Worldmapper
http://www.worldmapper.org
Worldmapper is a visualization tool that re-draws maps based on the data being displayed. For instance, on a world map showing population, countries with more people swell while those with fewer people shrink.

For Further Reading

The following articles and resources are recommended for those who wish to learn more about visual data analysis.

7 Things You Should Know About Data Visualization II
http://net.educause.edu/ir/library/pdf/ELI7052.pdf
(Educause, August 2009.) This article discusses data visualization as it relates to higher education: who's using it, why they're using it, and what to expect in the future.

New Visualization Techniques Yield Star Formation Insights: Gravity Plays Larger Role Than Thought
http://www.sciencedaily.com/releases/2008/12/081231152305.htm
(Science Daily, 4 January 2009.) Early in 2009, a new computer algorithm developed at the Harvard Initiative in Innovative Computing demonstrated that data visualization is critical in the discovery of new information, not just in the final presentation of data.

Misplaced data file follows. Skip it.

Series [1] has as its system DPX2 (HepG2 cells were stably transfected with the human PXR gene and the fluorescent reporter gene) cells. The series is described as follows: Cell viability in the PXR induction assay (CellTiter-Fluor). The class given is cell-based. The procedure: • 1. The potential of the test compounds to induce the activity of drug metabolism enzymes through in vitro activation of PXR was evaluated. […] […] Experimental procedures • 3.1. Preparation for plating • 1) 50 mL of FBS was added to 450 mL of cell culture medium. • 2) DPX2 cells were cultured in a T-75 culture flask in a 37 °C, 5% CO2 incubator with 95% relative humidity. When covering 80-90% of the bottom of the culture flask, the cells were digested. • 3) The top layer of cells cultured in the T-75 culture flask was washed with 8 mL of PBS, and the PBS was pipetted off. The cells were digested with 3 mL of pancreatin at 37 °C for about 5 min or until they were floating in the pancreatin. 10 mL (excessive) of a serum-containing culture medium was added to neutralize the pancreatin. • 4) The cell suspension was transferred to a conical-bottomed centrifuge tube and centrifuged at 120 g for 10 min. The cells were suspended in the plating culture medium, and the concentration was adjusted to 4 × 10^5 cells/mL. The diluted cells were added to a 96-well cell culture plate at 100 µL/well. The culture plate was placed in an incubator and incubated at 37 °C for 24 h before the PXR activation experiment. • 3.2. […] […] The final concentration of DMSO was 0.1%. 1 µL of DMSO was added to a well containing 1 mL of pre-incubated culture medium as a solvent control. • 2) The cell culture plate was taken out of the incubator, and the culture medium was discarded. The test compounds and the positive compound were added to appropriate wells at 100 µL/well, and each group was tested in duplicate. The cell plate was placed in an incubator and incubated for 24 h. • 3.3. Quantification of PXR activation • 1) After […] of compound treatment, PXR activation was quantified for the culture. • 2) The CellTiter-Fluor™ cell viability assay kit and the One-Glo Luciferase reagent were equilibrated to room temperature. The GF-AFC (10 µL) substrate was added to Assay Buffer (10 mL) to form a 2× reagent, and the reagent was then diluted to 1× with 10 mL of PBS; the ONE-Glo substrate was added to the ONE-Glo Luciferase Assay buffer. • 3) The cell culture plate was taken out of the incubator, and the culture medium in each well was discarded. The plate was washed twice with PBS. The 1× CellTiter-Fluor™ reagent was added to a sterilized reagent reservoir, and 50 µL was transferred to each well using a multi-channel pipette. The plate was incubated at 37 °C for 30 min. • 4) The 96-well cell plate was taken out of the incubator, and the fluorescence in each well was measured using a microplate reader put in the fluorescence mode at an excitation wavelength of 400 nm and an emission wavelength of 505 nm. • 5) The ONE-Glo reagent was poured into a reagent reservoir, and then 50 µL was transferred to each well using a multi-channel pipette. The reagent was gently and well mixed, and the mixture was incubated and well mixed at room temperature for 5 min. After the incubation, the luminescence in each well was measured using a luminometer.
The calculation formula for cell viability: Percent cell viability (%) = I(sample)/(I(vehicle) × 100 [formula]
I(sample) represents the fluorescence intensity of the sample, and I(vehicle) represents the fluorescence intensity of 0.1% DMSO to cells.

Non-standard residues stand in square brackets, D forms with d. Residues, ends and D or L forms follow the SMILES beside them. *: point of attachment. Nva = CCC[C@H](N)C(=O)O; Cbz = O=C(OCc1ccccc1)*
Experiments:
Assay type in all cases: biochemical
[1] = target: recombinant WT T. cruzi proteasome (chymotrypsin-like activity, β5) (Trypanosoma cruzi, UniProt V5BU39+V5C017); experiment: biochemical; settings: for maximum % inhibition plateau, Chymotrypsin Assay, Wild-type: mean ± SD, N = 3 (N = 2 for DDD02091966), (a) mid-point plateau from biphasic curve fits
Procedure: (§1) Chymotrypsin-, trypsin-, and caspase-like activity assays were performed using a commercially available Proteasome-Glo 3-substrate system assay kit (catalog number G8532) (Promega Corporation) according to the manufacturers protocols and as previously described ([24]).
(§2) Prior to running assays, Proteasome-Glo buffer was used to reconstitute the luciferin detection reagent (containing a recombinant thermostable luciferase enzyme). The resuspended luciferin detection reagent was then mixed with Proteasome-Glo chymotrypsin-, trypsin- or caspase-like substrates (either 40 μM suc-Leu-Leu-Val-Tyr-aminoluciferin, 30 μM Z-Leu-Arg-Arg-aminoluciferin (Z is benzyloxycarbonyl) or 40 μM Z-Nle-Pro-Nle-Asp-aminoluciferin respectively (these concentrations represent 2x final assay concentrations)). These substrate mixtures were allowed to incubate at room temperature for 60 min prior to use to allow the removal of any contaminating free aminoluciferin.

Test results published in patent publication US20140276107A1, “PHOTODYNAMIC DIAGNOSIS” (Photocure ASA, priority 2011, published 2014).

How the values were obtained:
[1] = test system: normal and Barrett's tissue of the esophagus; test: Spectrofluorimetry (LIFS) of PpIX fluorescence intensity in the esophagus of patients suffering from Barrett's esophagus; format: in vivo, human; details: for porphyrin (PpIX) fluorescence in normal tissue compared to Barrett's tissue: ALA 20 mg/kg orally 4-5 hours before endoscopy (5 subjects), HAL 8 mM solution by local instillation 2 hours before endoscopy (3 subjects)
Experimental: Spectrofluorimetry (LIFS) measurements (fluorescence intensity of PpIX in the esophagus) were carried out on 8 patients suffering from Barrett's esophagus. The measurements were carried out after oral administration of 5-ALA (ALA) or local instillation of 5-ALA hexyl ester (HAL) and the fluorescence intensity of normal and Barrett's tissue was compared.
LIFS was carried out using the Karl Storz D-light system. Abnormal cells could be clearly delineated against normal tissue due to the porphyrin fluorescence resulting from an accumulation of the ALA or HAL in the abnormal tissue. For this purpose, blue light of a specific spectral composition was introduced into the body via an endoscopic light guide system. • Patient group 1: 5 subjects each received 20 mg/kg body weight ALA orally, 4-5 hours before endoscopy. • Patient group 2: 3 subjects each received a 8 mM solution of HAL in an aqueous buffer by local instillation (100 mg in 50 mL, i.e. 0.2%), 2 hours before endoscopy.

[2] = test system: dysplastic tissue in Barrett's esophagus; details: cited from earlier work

The Technologies of G21: How Government Can Become a Platform for Innovation
http://www.huffingtonpost.com/gadi-benyehuda/the-technologies-of-g21-h_b_266532.html
(Gadi Ben-Yehuda, Huffington Post, 24 August 2009.) The author discusses the changes in data collection, storage, transmission, and display over the past century, noting that data visualization is now in the hands of the people for the first time.

Visualization and Knowledge Discovery: Report from the DOE/ASCR Workshop on Visual Analysis and Data Exploration at Extreme Scale
http://www.sci.utah.edu/vaw2007/DOE-Visualization-Report-2007.pdf
This report from the Department of Energy describes fundamental research in visualization and analysis that is enabling knowledge discovery from computational science applications at extreme scale.

Delicious: Visual Data Analysis
http://delicious.com/tag/hz10+analytics
Follow this link to find additional resources tagged for this topic and this edition of the Horizon Report. To add to this list, simply tag resources with “hz10” and “analytics” when you save them to Delicious.

Posted by NMC on January 14, 2010
Tags: chapters

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January 28, 2010 12:15 am